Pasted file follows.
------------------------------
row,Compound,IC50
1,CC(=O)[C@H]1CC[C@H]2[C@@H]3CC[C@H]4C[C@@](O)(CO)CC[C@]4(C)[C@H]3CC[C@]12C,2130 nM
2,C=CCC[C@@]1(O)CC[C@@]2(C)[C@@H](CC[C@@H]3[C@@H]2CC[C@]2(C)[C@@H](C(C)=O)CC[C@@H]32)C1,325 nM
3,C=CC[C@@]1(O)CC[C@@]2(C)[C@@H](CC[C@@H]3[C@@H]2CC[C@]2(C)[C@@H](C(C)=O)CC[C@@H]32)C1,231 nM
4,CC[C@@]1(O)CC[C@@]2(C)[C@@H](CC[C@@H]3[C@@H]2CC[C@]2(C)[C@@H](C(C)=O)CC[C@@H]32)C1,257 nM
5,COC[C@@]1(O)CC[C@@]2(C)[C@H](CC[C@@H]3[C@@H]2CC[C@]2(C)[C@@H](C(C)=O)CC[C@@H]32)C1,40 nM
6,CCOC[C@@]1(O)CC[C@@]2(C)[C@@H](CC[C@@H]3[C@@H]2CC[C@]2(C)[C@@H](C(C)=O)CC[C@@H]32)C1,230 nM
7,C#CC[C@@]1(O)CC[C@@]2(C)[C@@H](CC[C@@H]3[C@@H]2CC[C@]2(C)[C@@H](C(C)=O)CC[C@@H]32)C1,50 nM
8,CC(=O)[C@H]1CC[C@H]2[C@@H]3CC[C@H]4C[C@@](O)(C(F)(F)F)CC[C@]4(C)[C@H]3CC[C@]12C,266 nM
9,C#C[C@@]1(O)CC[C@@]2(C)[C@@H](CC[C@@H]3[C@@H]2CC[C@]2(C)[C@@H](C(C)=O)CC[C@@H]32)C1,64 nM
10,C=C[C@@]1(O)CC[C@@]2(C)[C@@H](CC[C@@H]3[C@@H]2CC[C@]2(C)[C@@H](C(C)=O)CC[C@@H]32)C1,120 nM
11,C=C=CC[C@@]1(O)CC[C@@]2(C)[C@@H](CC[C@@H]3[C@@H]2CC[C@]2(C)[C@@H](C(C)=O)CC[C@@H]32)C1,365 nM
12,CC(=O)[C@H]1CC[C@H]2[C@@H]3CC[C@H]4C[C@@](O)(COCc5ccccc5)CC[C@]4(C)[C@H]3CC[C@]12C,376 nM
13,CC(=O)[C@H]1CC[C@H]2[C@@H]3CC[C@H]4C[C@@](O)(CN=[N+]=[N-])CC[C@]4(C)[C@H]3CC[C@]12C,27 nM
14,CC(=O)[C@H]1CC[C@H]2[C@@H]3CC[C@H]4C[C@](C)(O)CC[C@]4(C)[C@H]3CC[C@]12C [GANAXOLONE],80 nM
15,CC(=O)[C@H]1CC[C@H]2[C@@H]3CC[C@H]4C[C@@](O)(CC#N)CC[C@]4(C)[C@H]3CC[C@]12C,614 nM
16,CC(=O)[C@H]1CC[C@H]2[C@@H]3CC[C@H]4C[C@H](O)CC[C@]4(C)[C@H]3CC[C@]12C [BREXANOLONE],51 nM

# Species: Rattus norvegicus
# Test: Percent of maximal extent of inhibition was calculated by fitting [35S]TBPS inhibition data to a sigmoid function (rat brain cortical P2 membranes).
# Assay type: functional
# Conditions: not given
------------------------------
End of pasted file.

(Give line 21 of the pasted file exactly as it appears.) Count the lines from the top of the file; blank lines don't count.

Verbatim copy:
# Conditions: not given